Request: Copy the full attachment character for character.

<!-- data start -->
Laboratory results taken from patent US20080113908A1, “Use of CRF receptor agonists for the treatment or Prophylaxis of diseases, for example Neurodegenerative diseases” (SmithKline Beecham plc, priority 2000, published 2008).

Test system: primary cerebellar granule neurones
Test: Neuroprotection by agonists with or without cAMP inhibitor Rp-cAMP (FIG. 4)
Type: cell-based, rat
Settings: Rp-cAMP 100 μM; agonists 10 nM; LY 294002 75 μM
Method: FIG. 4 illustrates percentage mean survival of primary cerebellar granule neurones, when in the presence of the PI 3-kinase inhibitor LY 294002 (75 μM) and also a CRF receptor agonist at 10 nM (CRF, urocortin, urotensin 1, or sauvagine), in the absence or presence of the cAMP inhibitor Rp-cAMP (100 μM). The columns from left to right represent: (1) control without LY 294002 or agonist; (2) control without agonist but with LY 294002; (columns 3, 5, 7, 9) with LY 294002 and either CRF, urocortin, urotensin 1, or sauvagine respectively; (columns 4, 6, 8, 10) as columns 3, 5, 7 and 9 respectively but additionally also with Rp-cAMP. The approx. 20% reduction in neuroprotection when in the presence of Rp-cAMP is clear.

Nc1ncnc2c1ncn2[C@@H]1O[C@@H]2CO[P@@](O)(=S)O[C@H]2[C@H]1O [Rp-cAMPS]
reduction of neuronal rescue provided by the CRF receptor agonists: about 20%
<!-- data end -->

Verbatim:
Laboratory results taken from patent US20080113908A1, “Use of CRF receptor agonists for the treatment or Prophylaxis of diseases, for example Neurodegenerative diseases” (SmithKline Beecham plc, priority 2000, published 2008).

Test system: primary cerebellar granule neurones
Test: Neuroprotection by agonists with or without cAMP inhibitor Rp-cAMP (FIG. 4)
Type: cell-based, rat
Settings: Rp-cAMP 100 μM; agonists 10 nM; LY 294002 75 μM
Method: FIG. 4 illustrates percentage mean survival of primary cerebellar granule neurones, when in the presence of the PI 3-kinase inhibitor LY 294002 (75 μM) and also a CRF receptor agonist at 10 nM (CRF, urocortin, urotensin 1, or sauvagine), in the absence or presence of the cAMP inhibitor Rp-cAMP (100 μM). The columns from left to right represent: (1) control without LY 294002 or agonist; (2) control without agonist but with LY 294002; (columns 3, 5, 7, 9) with LY 294002 and either CRF, urocortin, urotensin 1, or sauvagine respectively; (columns 4, 6, 8, 10) as columns 3, 5, 7 and 9 respectively but additionally also with Rp-cAMP. The approx. 20% reduction in neuroprotection when in the presence of Rp-cAMP is clear.

Nc1ncnc2c1ncn2[C@@H]1O[C@@H]2CO[P@@](O)(=S)O[C@H]2[C@H]1O [Rp-cAMPS]
reduction of neuronal rescue provided by the CRF receptor agonists: about 20%